Well-known techniques can then be used to process substrate 1300 into a plurality of integrated circuit die with a plurality of transistors 1324 formed and located on the front side 1316 of the substrate 1300. In turn, well-known techniques can then be used to couple the integrated circuit die to a heat sink.

The structure illustrated in FIG. 12 creates a greater fraction of high thermal conductivity material in the SOI substrate than the structure illustrated in FIG. 11, but is more complicated to make. In turn, the structure illustrated in FIG. 13 reduces the thermal resistance of insulating layer 1304 more than the structure illustrated in FIG. 12, but is more complicated to make than the structure illustrated in FIG. 12.

For integrated circuits using substrates such as 1100, 1200, or 1300, a plurality of transistors (e.g., 1124, 1224, or 1324) formed and located on the front side of the substrate will generate heat. At least some of the heat will be conducted to the back side of the substrate via a plurality of structures within the substrate that contain a solid heat conductive media comprising carbon nanotubes and/or copper. For clarity, and as is well known in the art, the plurality of transistors that are formed and located “on” the front side of the substrate will have portions of the transistors that are located “in” the substrate (e.g., the source and drain diffusions).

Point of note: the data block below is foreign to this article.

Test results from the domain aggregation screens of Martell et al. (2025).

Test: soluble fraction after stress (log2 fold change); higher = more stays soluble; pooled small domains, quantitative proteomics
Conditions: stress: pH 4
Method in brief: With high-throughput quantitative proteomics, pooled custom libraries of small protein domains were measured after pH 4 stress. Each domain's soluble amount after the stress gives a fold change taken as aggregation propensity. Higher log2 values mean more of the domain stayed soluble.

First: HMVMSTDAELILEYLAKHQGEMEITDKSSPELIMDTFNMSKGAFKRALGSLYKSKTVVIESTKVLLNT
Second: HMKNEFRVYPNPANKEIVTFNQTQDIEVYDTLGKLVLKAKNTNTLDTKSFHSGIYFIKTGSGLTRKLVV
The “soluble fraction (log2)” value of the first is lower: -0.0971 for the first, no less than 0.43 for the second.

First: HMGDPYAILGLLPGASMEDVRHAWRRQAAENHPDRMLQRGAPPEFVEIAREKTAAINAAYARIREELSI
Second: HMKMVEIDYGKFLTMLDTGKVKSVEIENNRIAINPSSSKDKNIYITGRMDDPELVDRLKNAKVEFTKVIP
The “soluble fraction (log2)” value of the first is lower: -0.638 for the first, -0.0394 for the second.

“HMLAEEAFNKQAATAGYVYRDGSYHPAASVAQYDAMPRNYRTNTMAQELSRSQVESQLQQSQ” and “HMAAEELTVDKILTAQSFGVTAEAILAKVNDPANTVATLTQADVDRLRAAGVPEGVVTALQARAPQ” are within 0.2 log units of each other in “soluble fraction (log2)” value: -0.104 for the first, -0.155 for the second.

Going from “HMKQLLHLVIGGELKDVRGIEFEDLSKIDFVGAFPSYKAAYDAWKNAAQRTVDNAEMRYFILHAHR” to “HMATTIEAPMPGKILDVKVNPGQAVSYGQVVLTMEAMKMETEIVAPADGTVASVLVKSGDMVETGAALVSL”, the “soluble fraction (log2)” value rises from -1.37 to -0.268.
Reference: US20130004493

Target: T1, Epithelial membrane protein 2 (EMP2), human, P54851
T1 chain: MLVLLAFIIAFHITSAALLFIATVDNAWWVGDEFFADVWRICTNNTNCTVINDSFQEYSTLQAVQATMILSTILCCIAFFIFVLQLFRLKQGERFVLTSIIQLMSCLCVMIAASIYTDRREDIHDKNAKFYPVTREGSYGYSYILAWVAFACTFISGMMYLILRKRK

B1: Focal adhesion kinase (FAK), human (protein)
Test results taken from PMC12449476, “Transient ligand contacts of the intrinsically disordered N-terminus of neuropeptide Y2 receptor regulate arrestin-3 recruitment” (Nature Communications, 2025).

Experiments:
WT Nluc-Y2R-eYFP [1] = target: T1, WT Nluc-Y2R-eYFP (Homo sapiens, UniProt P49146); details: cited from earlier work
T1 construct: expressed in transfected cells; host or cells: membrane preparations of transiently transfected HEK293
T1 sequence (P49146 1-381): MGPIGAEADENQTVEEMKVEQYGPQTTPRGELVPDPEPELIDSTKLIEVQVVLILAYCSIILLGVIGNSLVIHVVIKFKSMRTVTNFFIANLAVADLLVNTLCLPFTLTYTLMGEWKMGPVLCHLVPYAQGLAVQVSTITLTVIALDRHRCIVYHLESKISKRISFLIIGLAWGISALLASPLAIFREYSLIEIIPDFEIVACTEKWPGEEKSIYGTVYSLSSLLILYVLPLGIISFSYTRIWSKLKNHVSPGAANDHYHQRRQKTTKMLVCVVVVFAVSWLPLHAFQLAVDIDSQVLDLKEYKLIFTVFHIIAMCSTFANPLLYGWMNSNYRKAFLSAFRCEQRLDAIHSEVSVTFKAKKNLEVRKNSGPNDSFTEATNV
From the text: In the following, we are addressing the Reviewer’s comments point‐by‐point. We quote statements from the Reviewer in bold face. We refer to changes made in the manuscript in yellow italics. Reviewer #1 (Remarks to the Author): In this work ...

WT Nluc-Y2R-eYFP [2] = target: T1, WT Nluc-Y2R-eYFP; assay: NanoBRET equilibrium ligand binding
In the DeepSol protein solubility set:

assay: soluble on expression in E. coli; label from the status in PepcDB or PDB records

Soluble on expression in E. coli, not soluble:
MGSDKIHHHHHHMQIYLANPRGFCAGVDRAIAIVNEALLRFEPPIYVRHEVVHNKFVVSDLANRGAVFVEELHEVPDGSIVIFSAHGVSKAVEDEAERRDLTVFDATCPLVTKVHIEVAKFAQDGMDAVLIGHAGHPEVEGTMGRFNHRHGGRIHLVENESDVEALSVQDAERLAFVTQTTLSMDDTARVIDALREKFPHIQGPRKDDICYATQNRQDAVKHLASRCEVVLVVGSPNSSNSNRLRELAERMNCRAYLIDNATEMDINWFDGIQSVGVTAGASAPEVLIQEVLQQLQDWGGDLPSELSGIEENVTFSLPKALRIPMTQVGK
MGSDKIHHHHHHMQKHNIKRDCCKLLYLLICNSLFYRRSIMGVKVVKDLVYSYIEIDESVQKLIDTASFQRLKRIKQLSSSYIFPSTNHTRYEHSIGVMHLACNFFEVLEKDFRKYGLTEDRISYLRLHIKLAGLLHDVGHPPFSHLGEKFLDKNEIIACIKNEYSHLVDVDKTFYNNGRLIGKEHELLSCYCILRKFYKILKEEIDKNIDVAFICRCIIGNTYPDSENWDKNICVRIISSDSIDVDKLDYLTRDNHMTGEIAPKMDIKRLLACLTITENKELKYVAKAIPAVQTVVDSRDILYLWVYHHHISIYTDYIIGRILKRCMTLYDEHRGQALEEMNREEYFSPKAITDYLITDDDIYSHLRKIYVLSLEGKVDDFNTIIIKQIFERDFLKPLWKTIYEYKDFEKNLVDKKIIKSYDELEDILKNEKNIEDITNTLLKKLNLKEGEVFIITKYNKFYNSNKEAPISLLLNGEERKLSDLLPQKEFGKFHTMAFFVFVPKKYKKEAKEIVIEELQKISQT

The foregoing description, for purpose of explanation, has been described with reference to specific embodiments. However, the illustrative discussions above are not intended to be exhaustive or to limit the invention to the precise forms disclosed. Many modifications and variations are possible in view of the above teachings. The embodiments were chosen and described in order to best explain the principles of the invention and its practical applications, to thereby enable others skilled in the art to best utilize the invention and various embodiments with various modifications as are suited to the particular use contemplated.

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Classifications
U.S. Classification257/713, 257/E21.407, 438/122, 174/250, 361/780, 257/276
International ClassificationH01L23/34
Cooperative ClassificationH01L23/373, H01L23/3677, H01L23/3736
European ClassificationH01L23/373, H01L23/367W
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Aug 21, 2006ASAssignment
Owner name: NANOCONDUCTION, INC., CALIFORNIA
Free format text: ASSIGNMENT OF ASSIGNORS INTEREST;ASSIGNORS:DANGELO, CARLOS;PADMAKUMAR, BALA;REEL/FRAME:018226/0174;SIGNING DATES FROM 20060808 TO 20060816
Owner name: NANOCONDUCTION, INC.,CALIFORNIA
Free format text: ASSIGNMENT OF ASSIGNORS INTEREST;ASSIGNORS:DANGELO, CARLOS;PADMAKUMAR, BALA;SIGNED BETWEEN 20060808AND 20060816;US-ASSIGNMENT DATABASE UPDATED:20100203;REEL/FRAME:18226/174
Free format text: ASSIGNMENT OF ASSIGNORS INTEREST;ASSIGNORS:DANGELO, CARLOS;PADMAKUMAR, BALA;SIGNING DATES FROM 20060808 TO 20060816;REEL/FRAME:018226/0174